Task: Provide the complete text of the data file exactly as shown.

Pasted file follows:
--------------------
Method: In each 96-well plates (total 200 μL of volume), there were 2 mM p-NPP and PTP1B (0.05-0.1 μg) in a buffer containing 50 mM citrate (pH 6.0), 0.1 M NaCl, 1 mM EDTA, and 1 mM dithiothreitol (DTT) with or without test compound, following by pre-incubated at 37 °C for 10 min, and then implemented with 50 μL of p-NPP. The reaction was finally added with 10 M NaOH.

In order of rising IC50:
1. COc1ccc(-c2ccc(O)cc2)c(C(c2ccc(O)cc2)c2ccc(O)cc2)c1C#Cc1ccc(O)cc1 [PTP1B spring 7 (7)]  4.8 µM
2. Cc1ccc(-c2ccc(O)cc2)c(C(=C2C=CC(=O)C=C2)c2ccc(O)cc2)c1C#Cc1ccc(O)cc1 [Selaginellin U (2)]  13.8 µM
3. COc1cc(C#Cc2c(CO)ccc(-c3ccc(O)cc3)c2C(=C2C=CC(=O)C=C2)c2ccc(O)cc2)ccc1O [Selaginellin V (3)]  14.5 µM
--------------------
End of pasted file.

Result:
Method: In each 96-well plates (total 200 μL of volume), there were 2 mM p-NPP and PTP1B (0.05-0.1 μg) in a buffer containing 50 mM citrate (pH 6.0), 0.1 M NaCl, 1 mM EDTA, and 1 mM dithiothreitol (DTT) with or without test compound, following by pre-incubated at 37 °C for 10 min, and then implemented with 50 μL of p-NPP. The reaction was finally added with 10 M NaOH.

In order of rising IC50:
1. COc1ccc(-c2ccc(O)cc2)c(C(c2ccc(O)cc2)c2ccc(O)cc2)c1C#Cc1ccc(O)cc1 [PTP1B spring 7 (7)]  4.8 µM
2. Cc1ccc(-c2ccc(O)cc2)c(C(=C2C=CC(=O)C=C2)c2ccc(O)cc2)c1C#Cc1ccc(O)cc1 [Selaginellin U (2)]  13.8 µM
3. COc1cc(C#Cc2c(CO)ccc(-c3ccc(O)cc3)c2C(=C2C=CC(=O)C=C2)c2ccc(O)cc2)ccc1O [Selaginellin V (3)]  14.5 µM